362 F2d 548 Cook v. United States

362 F.2d 548

Major COOK and James Harold Jackson, Appellants,
UNITED STATES of America, Appellee.

No. 20425.

United States Court of Appeals Ninth Circuit.

June 10, 1966, Rehearing Denied Aug. 26, 1966, See 365 F.2d 565.

Luke McKissack, Los Angeles, Cal., for appellants.

Manuel L. Real, U.S. Atty., John K. Van De Kamp, Asst. U.S. Atty., Chief, Criminal Division, J. Brin Schulman, Asst. U.S. Atty., Asst. Chief, Criminal Division, Jules D. Barnett, Asst. U.S. Atty., Los Angeles, Cal., for appellee.

Before POPE, BARNES and ELY, Circuit Judges.

POPE, Circuit Judge.

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The appellants were charged in the court below under an indictment alleging that they had entered into a conspiracy and conspired to violate 173 and 174 of Title 21 US.C., which conspiracy was to receive and conceal certain amounts of narcotic drugs after the said drugs had been imported and brought into the United States, knowing the same had been imported and brought into the United States contrary to law. After trial a verdict of guilty was returned by the jury as to each defendant. After sentence of imprisonment was imposed upon each of them they appealed to this court.


The only specifications of error which we need note here are that the court improperly advised the jury that they might find the narcotic drugs in question were illegally imported into the United States to the knowledge of the defendants and that there was no proof of the character of the alleged contraband.


Section 174 of Title 21 U.S.C., under which this indictment was found, provides as follows: 'Whenever on trial for a violation of this section the defendant is shown to have or to have had possession of the narcotic drug, such possession shall be deemed sufficient evidence to authorize conviction unless the defendant explains the possession to the satisfaction of the jury.' The Government relies solely upon this presumption for the purpose of proving a known importation of the drugs. Appellants assert that the quoted language was inapplicable in this case for the reason that there was not adequate proof of their possession of the narcotic drug.


If we assume that such possession was shown we are nevertheless confronted with a further difficulty in upholding the conviction in this case in that there was a failure on the part of the United States to prove that the '38 spoons' of alleged cocaine and the 'three ounces' and other portions of white powder offered in evidence were in fact narcotic drugs.1


There was no qualified witness called to establish or testify that any of these powders were in fact narcotic drugs. There was evidence to show that these appellants handled and dealt with these powders with the secrecy and deviousness with which it would be expected to use in handling contraband narcotic drugs. High prices were bid for them. In dealing among themselves the parties who possessed and handled these powders referred to them as narcotic drugs.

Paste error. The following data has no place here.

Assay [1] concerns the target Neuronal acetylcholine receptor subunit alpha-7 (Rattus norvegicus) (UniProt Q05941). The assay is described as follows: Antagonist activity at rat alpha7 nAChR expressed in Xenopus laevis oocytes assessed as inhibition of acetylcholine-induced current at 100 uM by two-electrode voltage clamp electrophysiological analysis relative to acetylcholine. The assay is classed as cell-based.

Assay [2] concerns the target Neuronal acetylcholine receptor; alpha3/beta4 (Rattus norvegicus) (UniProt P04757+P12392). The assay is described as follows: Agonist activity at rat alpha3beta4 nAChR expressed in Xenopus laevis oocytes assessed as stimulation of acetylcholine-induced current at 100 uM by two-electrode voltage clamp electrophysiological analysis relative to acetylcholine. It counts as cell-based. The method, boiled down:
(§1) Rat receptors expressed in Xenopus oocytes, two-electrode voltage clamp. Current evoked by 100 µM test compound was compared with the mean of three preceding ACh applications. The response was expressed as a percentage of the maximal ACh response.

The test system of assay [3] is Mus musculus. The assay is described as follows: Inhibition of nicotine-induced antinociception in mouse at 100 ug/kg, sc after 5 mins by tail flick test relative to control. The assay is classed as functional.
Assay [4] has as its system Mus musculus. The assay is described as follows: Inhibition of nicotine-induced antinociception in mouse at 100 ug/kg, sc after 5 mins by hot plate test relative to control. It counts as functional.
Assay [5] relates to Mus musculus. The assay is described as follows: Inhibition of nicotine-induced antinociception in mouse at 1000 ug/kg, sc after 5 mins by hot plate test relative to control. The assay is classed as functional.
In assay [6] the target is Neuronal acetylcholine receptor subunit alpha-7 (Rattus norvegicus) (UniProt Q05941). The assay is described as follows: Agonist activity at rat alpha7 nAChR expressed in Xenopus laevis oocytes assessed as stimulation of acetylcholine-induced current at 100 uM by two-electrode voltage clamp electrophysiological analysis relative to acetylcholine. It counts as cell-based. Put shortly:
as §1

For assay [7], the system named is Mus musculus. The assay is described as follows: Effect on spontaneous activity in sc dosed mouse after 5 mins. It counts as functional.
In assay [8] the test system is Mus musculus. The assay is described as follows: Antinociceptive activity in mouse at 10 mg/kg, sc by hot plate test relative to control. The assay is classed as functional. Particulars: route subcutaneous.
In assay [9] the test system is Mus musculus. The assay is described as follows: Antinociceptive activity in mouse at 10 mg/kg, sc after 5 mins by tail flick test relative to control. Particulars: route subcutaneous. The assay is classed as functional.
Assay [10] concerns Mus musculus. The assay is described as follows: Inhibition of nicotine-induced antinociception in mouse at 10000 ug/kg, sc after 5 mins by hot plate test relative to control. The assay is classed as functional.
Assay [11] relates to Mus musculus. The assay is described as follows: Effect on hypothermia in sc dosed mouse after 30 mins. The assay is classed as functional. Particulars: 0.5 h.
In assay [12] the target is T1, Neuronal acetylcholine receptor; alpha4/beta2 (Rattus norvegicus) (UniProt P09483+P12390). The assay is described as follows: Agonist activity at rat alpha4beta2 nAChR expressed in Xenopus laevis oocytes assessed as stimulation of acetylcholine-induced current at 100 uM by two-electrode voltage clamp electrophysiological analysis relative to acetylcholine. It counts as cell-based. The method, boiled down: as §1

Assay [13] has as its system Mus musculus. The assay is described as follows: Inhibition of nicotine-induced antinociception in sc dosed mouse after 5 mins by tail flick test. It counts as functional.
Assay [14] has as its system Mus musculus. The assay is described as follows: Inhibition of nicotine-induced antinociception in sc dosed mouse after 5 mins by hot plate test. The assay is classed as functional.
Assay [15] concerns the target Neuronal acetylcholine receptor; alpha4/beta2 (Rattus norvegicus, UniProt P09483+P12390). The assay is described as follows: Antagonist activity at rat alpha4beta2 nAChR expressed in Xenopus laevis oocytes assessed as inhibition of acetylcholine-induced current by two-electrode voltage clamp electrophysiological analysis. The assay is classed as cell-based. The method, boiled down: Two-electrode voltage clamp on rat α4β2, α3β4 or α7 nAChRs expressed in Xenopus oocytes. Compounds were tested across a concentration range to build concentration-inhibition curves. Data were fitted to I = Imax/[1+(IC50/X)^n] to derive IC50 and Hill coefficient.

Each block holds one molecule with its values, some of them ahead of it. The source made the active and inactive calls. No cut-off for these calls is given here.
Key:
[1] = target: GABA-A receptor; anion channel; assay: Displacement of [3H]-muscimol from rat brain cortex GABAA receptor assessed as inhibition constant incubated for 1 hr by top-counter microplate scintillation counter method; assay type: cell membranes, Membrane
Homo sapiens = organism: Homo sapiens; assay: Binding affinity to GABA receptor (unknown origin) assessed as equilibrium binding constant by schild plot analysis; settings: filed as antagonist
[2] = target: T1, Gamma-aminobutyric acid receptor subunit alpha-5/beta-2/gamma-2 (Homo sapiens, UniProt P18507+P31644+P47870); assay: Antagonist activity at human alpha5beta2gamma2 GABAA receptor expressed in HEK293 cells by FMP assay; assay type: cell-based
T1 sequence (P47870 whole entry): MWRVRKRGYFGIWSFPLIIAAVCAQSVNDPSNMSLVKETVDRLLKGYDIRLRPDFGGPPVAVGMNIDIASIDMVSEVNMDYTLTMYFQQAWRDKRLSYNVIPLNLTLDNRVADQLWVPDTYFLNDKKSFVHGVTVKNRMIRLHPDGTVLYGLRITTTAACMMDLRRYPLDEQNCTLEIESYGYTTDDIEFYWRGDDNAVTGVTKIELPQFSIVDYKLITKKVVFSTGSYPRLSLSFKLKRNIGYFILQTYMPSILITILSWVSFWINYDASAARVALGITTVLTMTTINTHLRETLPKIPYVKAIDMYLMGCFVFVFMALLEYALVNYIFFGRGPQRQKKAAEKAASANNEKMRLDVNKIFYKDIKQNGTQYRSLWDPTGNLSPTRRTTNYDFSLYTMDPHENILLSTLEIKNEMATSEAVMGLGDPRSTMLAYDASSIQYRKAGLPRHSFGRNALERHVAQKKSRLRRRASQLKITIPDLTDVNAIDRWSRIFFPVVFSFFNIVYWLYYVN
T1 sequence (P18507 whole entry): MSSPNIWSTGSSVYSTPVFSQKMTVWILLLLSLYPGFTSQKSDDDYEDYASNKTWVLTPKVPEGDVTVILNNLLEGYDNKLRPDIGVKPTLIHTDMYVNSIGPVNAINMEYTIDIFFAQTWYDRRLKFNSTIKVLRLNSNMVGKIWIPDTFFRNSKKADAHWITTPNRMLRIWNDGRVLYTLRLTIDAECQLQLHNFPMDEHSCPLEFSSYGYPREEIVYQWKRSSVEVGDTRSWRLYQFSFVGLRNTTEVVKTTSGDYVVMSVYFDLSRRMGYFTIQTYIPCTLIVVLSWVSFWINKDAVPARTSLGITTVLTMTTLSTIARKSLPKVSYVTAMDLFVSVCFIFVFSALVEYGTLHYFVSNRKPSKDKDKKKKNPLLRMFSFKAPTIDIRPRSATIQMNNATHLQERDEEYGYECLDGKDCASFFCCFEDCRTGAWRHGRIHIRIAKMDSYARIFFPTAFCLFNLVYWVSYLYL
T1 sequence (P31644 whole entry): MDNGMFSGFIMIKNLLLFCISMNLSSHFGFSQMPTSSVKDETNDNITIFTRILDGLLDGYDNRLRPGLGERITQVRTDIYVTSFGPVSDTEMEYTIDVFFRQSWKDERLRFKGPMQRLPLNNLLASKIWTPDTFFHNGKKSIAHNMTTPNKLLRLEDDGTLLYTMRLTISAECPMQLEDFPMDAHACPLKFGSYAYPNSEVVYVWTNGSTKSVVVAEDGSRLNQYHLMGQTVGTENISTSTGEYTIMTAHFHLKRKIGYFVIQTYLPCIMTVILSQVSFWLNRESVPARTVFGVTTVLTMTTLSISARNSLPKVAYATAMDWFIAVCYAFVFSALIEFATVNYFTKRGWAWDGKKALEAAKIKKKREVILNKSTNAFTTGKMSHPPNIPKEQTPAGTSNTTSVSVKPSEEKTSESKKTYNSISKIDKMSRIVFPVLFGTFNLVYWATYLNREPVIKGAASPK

If our problem here was solely whether or not there was proof of conspiracy to buy or sell narcotic drugs and to conceal the same, it is conceivable that the conspiracy could be established even if the white powder in question were powdered sugar or flour or some other innocuous substance, and even if the attempted seller was defrauding the would be buyer by selling him something purporting to be a narcotic drug when it was not. But the problem here has to do with whether the evidence was sufficient to give rise to the presumption referred to in the portion of the statute quoted above.


It is our view, and we hold, that before that presumption can come into play there must be proof that the possessed drugs were in fact narcotic drugs. We note judicially that whether or not a powder or substance is a narcotic cannot be determined by a mere inspection of its outward appearance, In this case, for reasons unknown to us, the Government made no attempt to prove the narcotic character of the drugs and did not succeed in doing so.

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Accordingly, the judgment must be reversed and the cause is remanded for a new trial to the court below.


Offered and received in evidence were 10.445 grams of white granular powder substance; 55.200 grams of white powder contained in rubber condom and in glass jars; 48.050 grams of white powder contained in rubber condom in glass jar; and 14.595 grams of white powder contained in rubber condom and glass jar